LGBT

Dayton is banning its employees from non-essential government travel to Mississippi and North Carolina, saying recent laws passed in the two states discriminate against lesbian, gay, bisexual and transgender people.

A Thursday memo from Dayton Mayor Nan Whaley forbids city dollars paying for non-essential travel to the states.

The Dayton Daily News reports Whaley said the new laws conflict with the city's values and anti-discrimination ordinances enacted by city commissioners.

Ohio's most populous county is banning its employees from non-essential government travel to North Carolina after that state enacted a law prohibiting communities from passing ordinances to protect the rights of lesbian, gay, bisexual and transgender people.
 
Cuyahoga County Executive Armond Budish said Wednesday that the ban is in effect until North Carolina repeals or amends its law on bias ordinances. Budish's statement says the county, which includes Cleveland, has adopted a plan that "ensures equal treatment" for the LGBTQ community.
 

User Stéfan / Flickr/Creative Commons

Authorities in Ohio have resisted including lesbian, gay, bisexual or transgender people to those covered by state hate crime laws.

Ohio is among 14 states that lack a hate-crime law that covers both sexual orientation and gender identity. Federal law gives individuals legal protection for bias-motivated acts that are based on those factors. But state law takes precedence if the crime doesn't pose a threat to interstate or foreign commerce.

Jerry Kenney

On Friday night, a group will gather on Courthouse Square in Dayton to remember people whose lives have been lost to “anti-transgender violence.” 

This is the first year Dayton has joined the national Transgender Day of Remembrance (TDOR). The event will begin at 7 p.m. A proclamation from Dayton Mayor Nan Whaley  will be read then several transgender speakers will address the crowd, including Dan Miyake of Dayton.

Neon Movies

The Dayton LGBT Film Festival celebrates its 10th anniversary this year and to find out about this year’s selections, we spoke once again with Jonathan McNeil, manager at the Neon Movies in downtown Dayton.

McNeil says festival passes sold out quickly this year but individual tickets are still available for all shows.  Friday night's ticket stub will get you into an expanded after-party at Gilly's nightclub following the movie.

Asha Brogan / WYSO

It's hard enough being the token. Being the ignored token is even worse.

Being a Black Queer Dude is interesting. Growing up, I'd hear "Gay!? Black people aren't gay, that's a white thing." I don't think I ever understood that.

User Stéfan / Flickr/Creative Commons

Same-sex couples in Ohio can hold their weddings in the Statehouse, file their state taxes jointly and list their spouses on death certificates.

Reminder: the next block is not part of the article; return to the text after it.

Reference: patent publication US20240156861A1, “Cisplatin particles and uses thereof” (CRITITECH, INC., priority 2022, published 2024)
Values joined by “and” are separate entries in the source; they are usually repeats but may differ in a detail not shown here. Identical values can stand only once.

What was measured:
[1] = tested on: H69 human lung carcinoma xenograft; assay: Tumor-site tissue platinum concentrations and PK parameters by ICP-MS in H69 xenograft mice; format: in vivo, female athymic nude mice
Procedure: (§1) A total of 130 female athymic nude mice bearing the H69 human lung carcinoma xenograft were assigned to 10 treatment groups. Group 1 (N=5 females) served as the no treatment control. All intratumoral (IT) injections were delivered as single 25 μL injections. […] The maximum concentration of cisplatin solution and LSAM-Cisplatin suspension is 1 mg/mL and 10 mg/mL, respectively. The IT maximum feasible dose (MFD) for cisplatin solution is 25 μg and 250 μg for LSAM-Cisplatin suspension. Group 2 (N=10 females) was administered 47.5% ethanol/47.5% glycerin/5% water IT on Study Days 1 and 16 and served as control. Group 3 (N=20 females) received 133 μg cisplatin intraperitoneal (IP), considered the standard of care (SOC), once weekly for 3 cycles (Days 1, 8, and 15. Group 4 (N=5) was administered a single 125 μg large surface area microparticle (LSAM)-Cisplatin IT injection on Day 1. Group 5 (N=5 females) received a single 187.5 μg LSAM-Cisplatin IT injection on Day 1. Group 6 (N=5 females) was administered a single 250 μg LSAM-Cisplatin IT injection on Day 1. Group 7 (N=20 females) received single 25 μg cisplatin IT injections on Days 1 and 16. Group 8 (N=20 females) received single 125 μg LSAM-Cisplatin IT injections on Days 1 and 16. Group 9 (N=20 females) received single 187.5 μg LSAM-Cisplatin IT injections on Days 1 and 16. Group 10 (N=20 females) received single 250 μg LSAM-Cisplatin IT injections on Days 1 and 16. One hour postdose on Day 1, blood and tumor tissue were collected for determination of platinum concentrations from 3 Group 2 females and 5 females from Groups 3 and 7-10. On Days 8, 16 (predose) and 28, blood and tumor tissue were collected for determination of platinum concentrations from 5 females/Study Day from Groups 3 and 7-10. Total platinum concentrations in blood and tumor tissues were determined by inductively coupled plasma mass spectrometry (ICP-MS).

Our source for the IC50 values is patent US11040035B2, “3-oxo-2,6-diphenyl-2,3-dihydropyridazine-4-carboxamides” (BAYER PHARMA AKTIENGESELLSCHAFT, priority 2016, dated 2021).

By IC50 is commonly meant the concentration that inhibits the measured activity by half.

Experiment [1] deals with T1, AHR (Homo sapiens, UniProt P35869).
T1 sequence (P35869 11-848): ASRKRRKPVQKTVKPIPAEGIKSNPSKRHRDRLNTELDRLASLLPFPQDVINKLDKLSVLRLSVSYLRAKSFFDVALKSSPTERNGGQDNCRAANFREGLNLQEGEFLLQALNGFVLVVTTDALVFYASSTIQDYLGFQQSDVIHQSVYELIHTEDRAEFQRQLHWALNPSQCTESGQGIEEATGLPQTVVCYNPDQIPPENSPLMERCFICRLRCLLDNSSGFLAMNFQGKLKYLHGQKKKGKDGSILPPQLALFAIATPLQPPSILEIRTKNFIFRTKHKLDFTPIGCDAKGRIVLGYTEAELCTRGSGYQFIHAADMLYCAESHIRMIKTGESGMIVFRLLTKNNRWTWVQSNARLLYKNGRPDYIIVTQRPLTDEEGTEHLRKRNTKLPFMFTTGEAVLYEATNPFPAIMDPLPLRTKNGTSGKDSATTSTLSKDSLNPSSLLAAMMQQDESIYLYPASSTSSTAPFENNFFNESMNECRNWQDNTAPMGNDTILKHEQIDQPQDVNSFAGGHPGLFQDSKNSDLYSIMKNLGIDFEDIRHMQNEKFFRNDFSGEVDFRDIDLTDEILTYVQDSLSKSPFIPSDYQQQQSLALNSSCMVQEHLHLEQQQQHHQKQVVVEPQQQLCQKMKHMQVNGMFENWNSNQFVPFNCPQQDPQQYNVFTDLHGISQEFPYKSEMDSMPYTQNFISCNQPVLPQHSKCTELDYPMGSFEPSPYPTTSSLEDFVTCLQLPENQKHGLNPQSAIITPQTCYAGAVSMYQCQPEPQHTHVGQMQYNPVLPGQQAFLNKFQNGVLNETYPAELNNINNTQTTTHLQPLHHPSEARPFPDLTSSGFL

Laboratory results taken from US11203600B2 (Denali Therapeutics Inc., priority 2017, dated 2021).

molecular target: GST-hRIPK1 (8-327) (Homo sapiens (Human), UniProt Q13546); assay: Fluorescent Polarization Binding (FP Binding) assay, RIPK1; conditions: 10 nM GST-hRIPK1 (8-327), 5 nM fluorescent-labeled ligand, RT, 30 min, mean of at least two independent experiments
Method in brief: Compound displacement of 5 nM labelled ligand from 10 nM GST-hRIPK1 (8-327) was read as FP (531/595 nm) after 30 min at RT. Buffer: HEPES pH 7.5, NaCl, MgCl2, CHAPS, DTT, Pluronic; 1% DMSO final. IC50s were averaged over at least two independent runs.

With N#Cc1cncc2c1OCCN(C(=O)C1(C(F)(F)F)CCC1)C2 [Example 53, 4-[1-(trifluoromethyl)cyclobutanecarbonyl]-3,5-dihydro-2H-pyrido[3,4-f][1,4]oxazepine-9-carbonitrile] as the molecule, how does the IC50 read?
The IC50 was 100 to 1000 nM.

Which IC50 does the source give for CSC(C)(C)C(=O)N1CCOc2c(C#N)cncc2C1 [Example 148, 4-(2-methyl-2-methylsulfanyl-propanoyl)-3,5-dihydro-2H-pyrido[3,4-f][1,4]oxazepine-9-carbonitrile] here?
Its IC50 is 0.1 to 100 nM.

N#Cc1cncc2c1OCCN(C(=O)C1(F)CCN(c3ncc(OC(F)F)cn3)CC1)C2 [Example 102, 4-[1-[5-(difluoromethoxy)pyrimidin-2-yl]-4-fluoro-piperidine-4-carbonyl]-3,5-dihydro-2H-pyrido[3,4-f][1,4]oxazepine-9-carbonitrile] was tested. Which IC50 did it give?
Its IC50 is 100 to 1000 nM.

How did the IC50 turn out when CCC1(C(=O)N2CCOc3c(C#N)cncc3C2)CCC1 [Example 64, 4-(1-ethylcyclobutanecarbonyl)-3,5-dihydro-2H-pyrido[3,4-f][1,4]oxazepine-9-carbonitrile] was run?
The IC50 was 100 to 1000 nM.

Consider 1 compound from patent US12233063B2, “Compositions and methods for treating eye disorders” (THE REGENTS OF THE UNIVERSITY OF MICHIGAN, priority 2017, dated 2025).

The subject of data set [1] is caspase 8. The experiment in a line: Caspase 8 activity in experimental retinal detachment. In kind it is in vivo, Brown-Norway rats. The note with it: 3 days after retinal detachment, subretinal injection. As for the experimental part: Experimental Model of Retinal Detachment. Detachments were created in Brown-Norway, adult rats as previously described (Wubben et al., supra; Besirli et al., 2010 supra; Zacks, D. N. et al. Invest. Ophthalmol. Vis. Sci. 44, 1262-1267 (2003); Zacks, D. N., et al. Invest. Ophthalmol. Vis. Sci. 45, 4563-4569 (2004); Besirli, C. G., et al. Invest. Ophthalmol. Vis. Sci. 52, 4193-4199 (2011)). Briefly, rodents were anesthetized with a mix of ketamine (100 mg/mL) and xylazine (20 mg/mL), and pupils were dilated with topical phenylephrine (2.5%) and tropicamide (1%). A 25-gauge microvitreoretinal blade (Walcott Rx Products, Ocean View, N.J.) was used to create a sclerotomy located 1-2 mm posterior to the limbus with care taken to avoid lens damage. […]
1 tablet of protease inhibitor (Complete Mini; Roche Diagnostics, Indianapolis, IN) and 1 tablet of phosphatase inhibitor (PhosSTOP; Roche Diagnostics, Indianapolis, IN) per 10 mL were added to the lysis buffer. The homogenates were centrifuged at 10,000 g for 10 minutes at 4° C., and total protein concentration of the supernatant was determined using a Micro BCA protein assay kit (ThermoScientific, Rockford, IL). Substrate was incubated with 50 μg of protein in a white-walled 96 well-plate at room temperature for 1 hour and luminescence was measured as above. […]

Those are among the changes following the U.S. Supreme Court's decision last month that legalized gay marriage across the country.

The lead plaintiff in the case that led to the ruling was Jim Obergefell of Cincinnati. He sued Ohio's health director for refusing to list him as the surviving spouse on his husband's death certificate.

Now that gay marriages are allowed, the state is working to comply with the ruling.

Ohio Court: Minister Changes Stance On Gay Weddings

Jul 15, 2015

A northern Ohio minister who would not marry a gay couple while on duty at a county courthouse has apparently changed his stance.

Court officials in Toledo say the minister performed two same-sex marriages late last week.

The Rev. John Oliver had refused to marry a gay couple on the day in June when the U.S. Supreme Court legalized gay marriage across the country.

A court administrator tells The Blade newspaper in Toledo that the three ministers at the Lucas County Courthouse are not county employees.

States cannot keep same-sex couples from marrying and must recognize their unions, the Supreme Court says in a ruling that for months has been the focus of speculation. The decision was 5-4.

Justice Anthony Kennedy, seen as a pivotal swing vote in the case, wrote the majority opinion. All four justices who voted against the ruling wrote their own dissenting opinions: Chief Justice John Roberts and Justices Antonin Scalia, Clarence Thomas and Samuel Alito.

LGBT Center Dayton

Starting Friday, June 5th, the Dayton LGBT Center and other groups will host a series of events during the city's annual gay pride celebration. The events will continue through Sunday.  In this interview with WYSO's Jerry Kenney, LGBT Center board member RJ McKay gives details on each event and talks about how the event continues to grow in Dayton each year.

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